As top management, you should not be the final verdict in every required key decision. You should be able to empower leadership with a framework for decision making and risk management and trust that business is moving in a continuous state of motion. You have brought leaders in for that very purpose—to lead departments, mitigate risk, and execute strategy. However, problem solving is absolutely a necessary part and art for any C-Suite executive. My approach is very action-based. If there is a problem in a department that I see is not getting addressed to the company’s satisfaction, I will actively pull up a chair and sit down with that department to ensure we don’t leave until we outline an approach to solve the issue at hand.

Leaders need to entrust the team that they have gathered around them to solve day to day problems and challenges. But CEOs also need to be active so that problems in the business can be addressed and remediated quickly.

I also draw a line in the sand where I will never go searching for problems to solve. There’s a trust that you build with your executive team to get that work done. Regardless if I’m handling the problem or one of my direct managers is handling it, I believe that if any item will take you less than 10 minutes to complete, get it done immediately. This is how you are able to streamline business operations without letting issues pile up month after month unaddressed.

Once I deal with any important matters at hand with upper management, I’ll take a break and wind down with dinner with the family or coaching my daughter’s league basketball teams. My last shift of the day is around 9pm where I will check in with our international team and partners and customers. I take any calls required from those overseas teams when it comes to product development or sales opportunities.

After 10pm, I make sure to shut down and prepare for the next day. It’s important to set boundaries when you’re off the clock. I don’t subscribe to the philosophy that you have to work all hours of the day to prove your worth. Being CEO will already require plenty of sacrifice and commitment within the title. You have to always be on and there is no real concept of a weekend or a holiday. But that does not mean that we must burn out. I always try to find time to disconnect and decompress, whether with music, art, or physical activities.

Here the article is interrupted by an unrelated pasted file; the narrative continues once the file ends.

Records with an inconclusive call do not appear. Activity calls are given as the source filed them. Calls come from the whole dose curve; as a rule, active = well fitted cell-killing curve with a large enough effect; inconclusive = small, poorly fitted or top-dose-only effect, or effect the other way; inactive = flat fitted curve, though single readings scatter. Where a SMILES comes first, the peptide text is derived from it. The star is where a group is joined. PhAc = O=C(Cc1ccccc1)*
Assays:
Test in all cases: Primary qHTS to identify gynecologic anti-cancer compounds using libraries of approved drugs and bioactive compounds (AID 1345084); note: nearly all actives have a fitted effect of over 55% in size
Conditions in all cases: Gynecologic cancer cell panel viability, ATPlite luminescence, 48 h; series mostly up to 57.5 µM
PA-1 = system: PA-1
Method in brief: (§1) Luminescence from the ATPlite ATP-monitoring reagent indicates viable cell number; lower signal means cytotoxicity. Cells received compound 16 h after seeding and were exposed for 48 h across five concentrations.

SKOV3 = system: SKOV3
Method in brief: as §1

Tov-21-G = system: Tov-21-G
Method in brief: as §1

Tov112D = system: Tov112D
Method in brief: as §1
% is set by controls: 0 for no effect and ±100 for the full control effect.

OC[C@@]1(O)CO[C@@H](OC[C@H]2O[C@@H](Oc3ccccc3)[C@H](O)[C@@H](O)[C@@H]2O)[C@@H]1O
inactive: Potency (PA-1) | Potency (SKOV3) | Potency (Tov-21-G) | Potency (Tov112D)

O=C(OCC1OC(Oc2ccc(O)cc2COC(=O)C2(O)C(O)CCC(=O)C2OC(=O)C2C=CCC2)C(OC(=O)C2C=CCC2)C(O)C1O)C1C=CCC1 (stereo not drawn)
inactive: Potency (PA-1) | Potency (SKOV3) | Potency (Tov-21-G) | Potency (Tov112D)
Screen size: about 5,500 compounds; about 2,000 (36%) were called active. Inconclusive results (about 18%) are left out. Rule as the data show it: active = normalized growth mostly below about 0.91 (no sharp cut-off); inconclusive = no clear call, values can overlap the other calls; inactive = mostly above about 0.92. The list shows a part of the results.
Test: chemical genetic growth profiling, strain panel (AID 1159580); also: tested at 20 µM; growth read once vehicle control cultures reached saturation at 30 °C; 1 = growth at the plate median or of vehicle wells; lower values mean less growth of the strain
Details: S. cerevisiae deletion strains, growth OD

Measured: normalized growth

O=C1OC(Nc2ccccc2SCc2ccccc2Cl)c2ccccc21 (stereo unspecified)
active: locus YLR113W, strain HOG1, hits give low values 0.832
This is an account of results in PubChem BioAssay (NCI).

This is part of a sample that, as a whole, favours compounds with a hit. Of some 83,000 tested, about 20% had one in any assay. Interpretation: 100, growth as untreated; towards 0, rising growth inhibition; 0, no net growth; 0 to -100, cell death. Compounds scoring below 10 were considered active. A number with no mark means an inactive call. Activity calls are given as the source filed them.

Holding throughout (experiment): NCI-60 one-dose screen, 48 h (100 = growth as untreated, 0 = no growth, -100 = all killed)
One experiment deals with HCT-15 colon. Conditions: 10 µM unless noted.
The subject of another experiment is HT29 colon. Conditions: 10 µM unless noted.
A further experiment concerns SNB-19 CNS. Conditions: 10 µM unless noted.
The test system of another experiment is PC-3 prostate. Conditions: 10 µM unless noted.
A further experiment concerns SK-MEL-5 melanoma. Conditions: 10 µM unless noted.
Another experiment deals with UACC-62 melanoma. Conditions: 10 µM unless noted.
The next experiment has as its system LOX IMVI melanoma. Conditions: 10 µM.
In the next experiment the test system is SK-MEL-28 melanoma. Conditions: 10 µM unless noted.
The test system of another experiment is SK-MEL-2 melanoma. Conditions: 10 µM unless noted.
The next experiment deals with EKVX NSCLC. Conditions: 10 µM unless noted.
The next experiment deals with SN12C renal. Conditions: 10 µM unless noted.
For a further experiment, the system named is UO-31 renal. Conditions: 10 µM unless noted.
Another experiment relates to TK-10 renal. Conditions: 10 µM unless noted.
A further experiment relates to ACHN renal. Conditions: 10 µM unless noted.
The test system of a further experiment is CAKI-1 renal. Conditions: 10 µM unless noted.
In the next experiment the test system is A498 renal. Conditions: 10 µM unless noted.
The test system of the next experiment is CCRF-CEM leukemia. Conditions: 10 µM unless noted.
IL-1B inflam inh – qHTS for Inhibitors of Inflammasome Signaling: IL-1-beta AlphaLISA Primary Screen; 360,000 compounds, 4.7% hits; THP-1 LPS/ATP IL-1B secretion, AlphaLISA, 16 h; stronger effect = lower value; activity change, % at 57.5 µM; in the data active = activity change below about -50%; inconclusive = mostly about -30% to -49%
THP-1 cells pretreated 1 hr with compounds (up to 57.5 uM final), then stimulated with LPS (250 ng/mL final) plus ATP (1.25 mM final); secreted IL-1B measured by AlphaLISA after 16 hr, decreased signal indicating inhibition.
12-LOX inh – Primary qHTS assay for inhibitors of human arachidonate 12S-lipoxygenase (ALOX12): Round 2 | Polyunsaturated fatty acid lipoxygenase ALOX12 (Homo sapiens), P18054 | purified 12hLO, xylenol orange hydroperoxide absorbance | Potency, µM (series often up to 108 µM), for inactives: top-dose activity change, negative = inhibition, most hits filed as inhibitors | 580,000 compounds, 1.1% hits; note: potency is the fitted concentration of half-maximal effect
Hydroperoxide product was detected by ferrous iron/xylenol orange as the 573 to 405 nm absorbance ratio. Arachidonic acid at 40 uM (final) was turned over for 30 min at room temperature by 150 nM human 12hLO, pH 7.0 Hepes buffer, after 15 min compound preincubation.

The procure-to-pay industry will see some dramatic and fantastic changes in the next couple of years and Vroozi is positioned to not only adapt to these changes but to lead these changes with our AI-based technologies. There will be an increasing proliferation of technologies within the procuretech ecosystem that will augment company resource pools with smart AI-enabled assistants. These advanced tools will streamline purchasing and payment transactions, and foster improved collaboration between buyers and suppliers, ultimately enhancing supply chain operations.

In the next three years, procure-to-pay will emerge as a vital organisational function, not only driving improved operating margins and enhancing productivity through intelligent document processing but also acting as a key catalyst for innovative supply chain developments between suppliers and buyers. This will involve capabilities that will span predictive analytics on pricing trends, supply chain scenario planning, and digital payment alternatives with AI assistants who will recommend the best course of action to take—both within the software technology map, but also with additional solutions beyond it to further strengthen your business case or outcome.

With these changes on the horizon, I anticipate shifts in my day-to-day. Before COVID, I was on the road for half the year, as I firmly believe you have to be physically present whenever possible rather than relying on management via Zoom or other video conference tools. As we continue to expand in 2024, I expect to dedicate more time to travel, engaging directly with customers, partners, and participating in key events.

As I prepare to hit the road this year, my typical day will often look different. However, regardless of my location, my routine will maintain a structured focus on developing the best possible product and getting that product in the hands of as many customers as possible.